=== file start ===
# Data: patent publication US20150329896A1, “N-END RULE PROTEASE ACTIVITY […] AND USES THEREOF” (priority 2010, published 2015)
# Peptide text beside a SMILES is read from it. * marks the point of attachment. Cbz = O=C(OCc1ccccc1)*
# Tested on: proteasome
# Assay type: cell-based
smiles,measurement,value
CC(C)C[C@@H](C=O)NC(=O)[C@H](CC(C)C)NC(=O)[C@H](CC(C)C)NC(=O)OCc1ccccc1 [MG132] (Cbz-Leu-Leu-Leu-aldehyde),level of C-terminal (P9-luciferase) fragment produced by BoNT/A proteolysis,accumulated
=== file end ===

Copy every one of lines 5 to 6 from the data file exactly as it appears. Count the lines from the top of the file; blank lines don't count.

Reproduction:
smiles,measurement,value
CC(C)C[C@@H](C=O)NC(=O)[C@H](CC(C)C)NC(=O)[C@H](CC(C)C)NC(=O)OCc1ccccc1 [MG132] (Cbz-Leu-Leu-Leu-aldehyde),level of C-terminal (P9-luciferase) fragment produced by BoNT/A proteolysis,accumulated